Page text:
An Opportunity for Equitable Climate Finance

NRDC submitted comments to EPA's Environmental Financial Advisory Board on the opportunity the Greenhouse Gas Reduction Fund presents.

Tucked more than 650 pages into the Inflation Reduction Act – and spanning just five pages of legislative text – is one of the law’s most promising tools for scaling equitable climate action: the Greenhouse Gas Reduction Fund (“Fund”).  

The $27 billion Fund creates a first-of-its-kind program at the Environmental Protection Agency (EPA) to rapidly deploy low- and zero-emission technologies and projects to parts of our country that have thus far been overlooked in the clean energy transition. The Fund will provide catalytic financial support to nonprofit lenders, states, municipalities, and Tribal Governments for projects that reduce or avoid greenhouse gas (GHG) emissions, with the majority of funds flowing to low-income and marginalized communities. 

The Fund builds on the successful track record of existing mission-based financing entities that leverage public and private capital, including community development financial institutions (CDFIs), established state and local green banks, credit unions, and others – and it has the potential to transform US climate finance. But that potential will only be realized if EPA designs and implements the program in a thoughtful, flexible, and equitable way. To create a truly effective financing program, EPA should keep in mind four key principles

Additionality, Market Creation, and Ecosystem Development

First, EPA should require applicants to demonstrate how use of Fund will: 

  • Accelerate deployment of key projects and technologies that would otherwise not be pursued; 
  • Efficiently combine public and private capital to drive new market creation and/or market transformation that results in more equitable outcomes; and 
  • Support a robust ecosystem of projects that deliver clear and measurable quality-of-life outcomes for communities, in addition to pollution reduction.  

EPA should make awards with an eye towards developing an ecosystem for climate finance. That means flexibly allowing awardees to utilize various forms of financial assistance – including recoverable and non-recoverable grants, low- and zero-interest loans, and low-cost, innovative impact investing structures – in order to reach all communities, sectors, and technologies. Awardees should demonstrate how they have and will continue to work alongside communities, supporting and collaborating on project development, investing in workforce and small business development, and measuring and evaluating their progress. Likewise, EPA should empower communities to share in the benefits of deploying clean energy technologies by encouraging community ownership and wealth-building strategies. 

Prioritize Low-Income and Marginalized Communities and Households Throughout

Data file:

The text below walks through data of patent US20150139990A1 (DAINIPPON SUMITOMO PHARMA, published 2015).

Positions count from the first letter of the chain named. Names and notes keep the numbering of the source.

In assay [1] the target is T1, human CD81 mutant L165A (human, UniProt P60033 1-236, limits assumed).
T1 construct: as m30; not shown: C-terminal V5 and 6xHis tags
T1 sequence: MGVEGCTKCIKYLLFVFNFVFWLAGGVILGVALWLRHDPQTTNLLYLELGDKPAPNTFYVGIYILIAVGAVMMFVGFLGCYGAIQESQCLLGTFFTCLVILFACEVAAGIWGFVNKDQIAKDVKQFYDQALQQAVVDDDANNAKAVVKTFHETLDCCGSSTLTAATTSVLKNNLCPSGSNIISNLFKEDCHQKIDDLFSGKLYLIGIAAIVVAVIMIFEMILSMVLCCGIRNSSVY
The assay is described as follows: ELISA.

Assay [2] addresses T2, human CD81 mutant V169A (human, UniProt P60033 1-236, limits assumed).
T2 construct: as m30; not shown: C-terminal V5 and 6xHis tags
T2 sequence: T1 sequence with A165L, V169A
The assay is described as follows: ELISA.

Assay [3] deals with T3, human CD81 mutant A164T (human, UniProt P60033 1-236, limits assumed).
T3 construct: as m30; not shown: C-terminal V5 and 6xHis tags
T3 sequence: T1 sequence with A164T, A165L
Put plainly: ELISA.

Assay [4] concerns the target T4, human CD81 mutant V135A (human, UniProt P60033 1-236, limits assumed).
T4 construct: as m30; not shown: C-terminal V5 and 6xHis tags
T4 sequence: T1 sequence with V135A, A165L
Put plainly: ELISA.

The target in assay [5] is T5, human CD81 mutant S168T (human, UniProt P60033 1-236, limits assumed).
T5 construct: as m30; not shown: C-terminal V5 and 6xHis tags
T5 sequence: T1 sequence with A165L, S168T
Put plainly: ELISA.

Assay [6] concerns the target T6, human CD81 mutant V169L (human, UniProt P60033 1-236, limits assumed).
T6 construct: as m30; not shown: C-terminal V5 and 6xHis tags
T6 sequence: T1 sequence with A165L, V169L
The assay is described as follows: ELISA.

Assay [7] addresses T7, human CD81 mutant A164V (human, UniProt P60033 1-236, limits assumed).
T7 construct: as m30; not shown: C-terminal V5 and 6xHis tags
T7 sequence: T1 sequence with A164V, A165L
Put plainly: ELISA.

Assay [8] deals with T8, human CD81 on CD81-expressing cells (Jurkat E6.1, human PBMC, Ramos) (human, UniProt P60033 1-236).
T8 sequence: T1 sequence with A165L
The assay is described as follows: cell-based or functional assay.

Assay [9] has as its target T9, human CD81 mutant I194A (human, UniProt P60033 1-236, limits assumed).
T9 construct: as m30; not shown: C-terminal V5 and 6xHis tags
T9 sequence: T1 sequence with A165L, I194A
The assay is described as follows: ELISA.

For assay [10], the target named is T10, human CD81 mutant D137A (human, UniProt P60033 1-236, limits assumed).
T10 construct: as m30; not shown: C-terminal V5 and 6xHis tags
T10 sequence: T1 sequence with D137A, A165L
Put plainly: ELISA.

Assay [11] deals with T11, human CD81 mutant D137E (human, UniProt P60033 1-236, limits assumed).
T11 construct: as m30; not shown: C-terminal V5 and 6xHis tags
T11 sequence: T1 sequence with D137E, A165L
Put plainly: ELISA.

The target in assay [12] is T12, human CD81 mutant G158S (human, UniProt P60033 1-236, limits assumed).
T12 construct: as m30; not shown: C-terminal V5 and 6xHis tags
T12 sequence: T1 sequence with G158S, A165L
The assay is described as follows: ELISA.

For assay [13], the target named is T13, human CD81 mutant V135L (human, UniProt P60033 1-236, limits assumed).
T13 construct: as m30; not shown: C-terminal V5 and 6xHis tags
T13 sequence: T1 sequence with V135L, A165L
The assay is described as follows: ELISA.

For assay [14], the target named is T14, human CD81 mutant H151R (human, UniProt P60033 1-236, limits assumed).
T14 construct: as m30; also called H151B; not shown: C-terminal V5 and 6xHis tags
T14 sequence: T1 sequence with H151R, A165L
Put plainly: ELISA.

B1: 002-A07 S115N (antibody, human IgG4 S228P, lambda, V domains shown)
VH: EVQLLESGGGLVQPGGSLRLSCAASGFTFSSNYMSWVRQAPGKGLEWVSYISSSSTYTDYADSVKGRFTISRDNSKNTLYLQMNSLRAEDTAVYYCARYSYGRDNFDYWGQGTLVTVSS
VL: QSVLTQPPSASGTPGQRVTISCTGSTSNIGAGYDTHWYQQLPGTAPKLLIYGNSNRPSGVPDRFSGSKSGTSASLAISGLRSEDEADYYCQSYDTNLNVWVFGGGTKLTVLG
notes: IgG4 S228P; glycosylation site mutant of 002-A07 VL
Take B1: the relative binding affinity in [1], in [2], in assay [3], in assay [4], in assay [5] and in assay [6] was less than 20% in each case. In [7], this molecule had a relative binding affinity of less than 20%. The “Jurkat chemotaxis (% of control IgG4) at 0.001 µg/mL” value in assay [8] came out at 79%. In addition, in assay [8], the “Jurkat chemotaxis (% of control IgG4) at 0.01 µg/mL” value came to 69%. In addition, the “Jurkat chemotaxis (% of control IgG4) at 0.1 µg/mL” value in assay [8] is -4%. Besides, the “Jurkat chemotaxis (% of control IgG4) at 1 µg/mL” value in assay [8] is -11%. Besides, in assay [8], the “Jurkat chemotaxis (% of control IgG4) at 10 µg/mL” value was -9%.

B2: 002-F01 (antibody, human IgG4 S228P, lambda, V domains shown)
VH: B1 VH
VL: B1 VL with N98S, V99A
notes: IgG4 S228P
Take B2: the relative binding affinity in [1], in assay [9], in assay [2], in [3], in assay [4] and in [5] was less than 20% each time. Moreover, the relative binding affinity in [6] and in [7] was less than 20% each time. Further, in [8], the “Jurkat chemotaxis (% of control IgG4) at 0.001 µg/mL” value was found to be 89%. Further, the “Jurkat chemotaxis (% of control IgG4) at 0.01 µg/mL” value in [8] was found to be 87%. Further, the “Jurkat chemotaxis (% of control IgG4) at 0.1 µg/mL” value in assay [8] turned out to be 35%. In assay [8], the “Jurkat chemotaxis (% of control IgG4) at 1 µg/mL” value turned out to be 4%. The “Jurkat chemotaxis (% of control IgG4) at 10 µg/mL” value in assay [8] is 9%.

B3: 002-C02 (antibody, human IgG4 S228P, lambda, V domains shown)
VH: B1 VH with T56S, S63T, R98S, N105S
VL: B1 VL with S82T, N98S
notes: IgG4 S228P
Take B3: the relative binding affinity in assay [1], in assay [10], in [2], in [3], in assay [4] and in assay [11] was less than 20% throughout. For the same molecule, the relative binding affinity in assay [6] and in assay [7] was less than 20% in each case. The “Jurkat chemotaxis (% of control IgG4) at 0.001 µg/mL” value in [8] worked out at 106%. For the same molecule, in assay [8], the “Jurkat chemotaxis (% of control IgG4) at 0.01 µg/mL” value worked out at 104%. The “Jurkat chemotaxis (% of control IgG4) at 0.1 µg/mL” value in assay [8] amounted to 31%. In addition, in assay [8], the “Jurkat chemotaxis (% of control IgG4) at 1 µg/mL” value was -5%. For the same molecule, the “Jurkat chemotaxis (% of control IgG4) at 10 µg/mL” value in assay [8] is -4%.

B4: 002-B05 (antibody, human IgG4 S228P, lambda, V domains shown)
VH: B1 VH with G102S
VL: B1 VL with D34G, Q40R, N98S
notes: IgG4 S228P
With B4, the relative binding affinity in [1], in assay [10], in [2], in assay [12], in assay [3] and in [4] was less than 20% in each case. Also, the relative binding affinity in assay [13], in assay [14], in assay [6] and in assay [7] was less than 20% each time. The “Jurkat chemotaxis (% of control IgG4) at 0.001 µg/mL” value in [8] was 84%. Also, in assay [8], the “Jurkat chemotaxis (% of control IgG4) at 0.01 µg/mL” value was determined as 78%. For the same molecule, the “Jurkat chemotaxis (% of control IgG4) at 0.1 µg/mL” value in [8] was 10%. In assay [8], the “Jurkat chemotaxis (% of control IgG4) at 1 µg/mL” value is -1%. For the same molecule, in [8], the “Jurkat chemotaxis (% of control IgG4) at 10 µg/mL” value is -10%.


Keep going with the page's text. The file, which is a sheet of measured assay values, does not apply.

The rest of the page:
EPA has a unique opportunity to deliver meaningful, lasting benefits to communities that have been historically underserved by private markets due to systemic public and private disinvestment and environmental injustices. To ensure that funds reach the people most in need, EPA should apply the Justice40 Initiative’s definition of “disadvantaged communities” and expand it to include other relevant factors (such as energy insecurity, energy burden, vulnerability to climate impacts, and lack of access to credit or capital). 

Beyond the $15 billion explicitly earmarked for low-income and marginalized communities, EPA should prioritize applicants that will reach low- and moderate-income households regardless of where they live, as well as small businesses that are based outside of environmental justice communities but still serve them.  

Fast, Equitable, Flexible, and Collaborative Deployment 

To deploy capital quickly and equitably, the Fund should route a significant share of funding through existing mission-driven institutions, including CDFIs, established green banks, housing finance agencies, public housing authorities, credit unions, and minority depository institutions. Qualified entities should have demonstrated track records of successfully deploying capital in low-income and marginalized communities and a commitment to collaborate with a broad network of partners. The Fund represents a critical opportunity to adapt and leverage the vast existing community and green finance infrastructure throughout the country. 

EPA should afford flexibility to established institutions regarding how financing products are designed, how customers are solicited, and how funds are ultimately deployed in GHG-reducing projects and technologies. Flexibility will allow lenders to be market-responsive and serve customers with different needs in different geographies. EPA should also use a smaller tranche of the Fund to invest in and spur new institutions and innovative approaches that address persistent gaps in the marketplace. 

Governance and Performance Standards

EPA should select awardees that can credibly demonstrate (1) governance practices that are inclusive of, responsive to, and accountable to low-income and marginalized communities and (2) best practices for nonprofit and financial governance. EPA should also define clear impact standards and metrics for awardees that focus on improvements to the lived experience of marginalized communities, as well as significant emissions reductions. 

By designing a program built on these four pillars, EPA can maximize the Fund’s environmental, equity, and economic benefits. With proper design, implementation, and oversight, the agency has a rare opportunity to use this $27 billion investment to dramatically scale and transform climate finance in the United States to both improve lives and fight climate change. 

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